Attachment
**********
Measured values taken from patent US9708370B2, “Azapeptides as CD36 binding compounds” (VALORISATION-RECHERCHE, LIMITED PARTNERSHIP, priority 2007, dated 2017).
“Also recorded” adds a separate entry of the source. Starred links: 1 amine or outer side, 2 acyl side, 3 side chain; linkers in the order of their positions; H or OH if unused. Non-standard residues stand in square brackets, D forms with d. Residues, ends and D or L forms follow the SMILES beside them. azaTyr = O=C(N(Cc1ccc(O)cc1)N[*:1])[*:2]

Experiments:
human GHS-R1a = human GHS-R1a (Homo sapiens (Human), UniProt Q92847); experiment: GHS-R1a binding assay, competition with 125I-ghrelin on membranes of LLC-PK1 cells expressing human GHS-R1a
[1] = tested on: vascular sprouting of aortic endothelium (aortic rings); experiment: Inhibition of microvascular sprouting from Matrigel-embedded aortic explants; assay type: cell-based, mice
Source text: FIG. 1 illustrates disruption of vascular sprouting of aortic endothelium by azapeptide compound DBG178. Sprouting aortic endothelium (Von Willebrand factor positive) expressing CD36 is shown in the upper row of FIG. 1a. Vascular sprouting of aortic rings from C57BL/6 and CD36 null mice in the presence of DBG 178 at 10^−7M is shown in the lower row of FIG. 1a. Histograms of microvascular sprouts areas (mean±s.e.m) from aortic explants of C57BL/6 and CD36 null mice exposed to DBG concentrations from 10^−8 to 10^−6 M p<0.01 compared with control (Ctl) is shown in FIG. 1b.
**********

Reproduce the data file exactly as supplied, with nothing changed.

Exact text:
Measured values taken from patent US9708370B2, “Azapeptides as CD36 binding compounds” (VALORISATION-RECHERCHE, LIMITED PARTNERSHIP, priority 2007, dated 2017).
“Also recorded” adds a separate entry of the source. Starred links: 1 amine or outer side, 2 acyl side, 3 side chain; linkers in the order of their positions; H or OH if unused. Non-standard residues stand in square brackets, D forms with d. Residues, ends and D or L forms follow the SMILES beside them. azaTyr = O=C(N(Cc1ccc(O)cc1)N[*:1])[*:2]

Experiments:
human GHS-R1a = human GHS-R1a (Homo sapiens (Human), UniProt Q92847); experiment: GHS-R1a binding assay, competition with 125I-ghrelin on membranes of LLC-PK1 cells expressing human GHS-R1a
[1] = tested on: vascular sprouting of aortic endothelium (aortic rings); experiment: Inhibition of microvascular sprouting from Matrigel-embedded aortic explants; assay type: cell-based, mice
Source text: FIG. 1 illustrates disruption of vascular sprouting of aortic endothelium by azapeptide compound DBG178. Sprouting aortic endothelium (Von Willebrand factor positive) expressing CD36 is shown in the upper row of FIG. 1a. Vascular sprouting of aortic rings from C57BL/6 and CD36 null mice in the presence of DBG 178 at 10^−7M is shown in the lower row of FIG. 1a. Histograms of microvascular sprouts areas (mean±s.e.m) from aortic explants of C57BL/6 and CD36 null mice exposed to DBG concentrations from 10^−8 to 10^−6 M p<0.01 compared with control (Ctl) is shown in FIG. 1b.